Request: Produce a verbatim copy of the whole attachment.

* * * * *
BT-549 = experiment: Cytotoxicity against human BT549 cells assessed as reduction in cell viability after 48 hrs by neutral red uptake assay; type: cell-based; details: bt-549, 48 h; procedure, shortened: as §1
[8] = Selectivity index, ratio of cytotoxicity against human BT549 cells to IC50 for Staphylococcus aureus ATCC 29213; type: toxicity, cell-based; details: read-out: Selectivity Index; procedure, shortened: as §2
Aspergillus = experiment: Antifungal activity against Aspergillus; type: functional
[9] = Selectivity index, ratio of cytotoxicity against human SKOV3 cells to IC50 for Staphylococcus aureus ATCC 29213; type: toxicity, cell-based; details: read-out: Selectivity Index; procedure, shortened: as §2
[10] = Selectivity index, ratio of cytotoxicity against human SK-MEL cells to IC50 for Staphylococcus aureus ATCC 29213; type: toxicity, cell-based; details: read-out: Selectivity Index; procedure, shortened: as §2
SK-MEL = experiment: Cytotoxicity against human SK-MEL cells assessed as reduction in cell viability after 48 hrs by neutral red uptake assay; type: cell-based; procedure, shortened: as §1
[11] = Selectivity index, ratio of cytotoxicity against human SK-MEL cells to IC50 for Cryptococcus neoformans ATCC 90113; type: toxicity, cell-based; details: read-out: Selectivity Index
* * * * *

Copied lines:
BT-549 = experiment: Cytotoxicity against human BT549 cells assessed as reduction in cell viability after 48 hrs by neutral red uptake assay; type: cell-based; details: bt-549, 48 h; procedure, shortened: as §1
[8] = Selectivity index, ratio of cytotoxicity against human BT549 cells to IC50 for Staphylococcus aureus ATCC 29213; type: toxicity, cell-based; details: read-out: Selectivity Index; procedure, shortened: as §2
Aspergillus = experiment: Antifungal activity against Aspergillus; type: functional
[9] = Selectivity index, ratio of cytotoxicity against human SKOV3 cells to IC50 for Staphylococcus aureus ATCC 29213; type: toxicity, cell-based; details: read-out: Selectivity Index; procedure, shortened: as §2
[10] = Selectivity index, ratio of cytotoxicity against human SK-MEL cells to IC50 for Staphylococcus aureus ATCC 29213; type: toxicity, cell-based; details: read-out: Selectivity Index; procedure, shortened: as §2
SK-MEL = experiment: Cytotoxicity against human SK-MEL cells assessed as reduction in cell viability after 48 hrs by neutral red uptake assay; type: cell-based; procedure, shortened: as §1
[11] = Selectivity index, ratio of cytotoxicity against human SK-MEL cells to IC50 for Cryptococcus neoformans ATCC 90113; type: toxicity, cell-based; details: read-out: Selectivity Index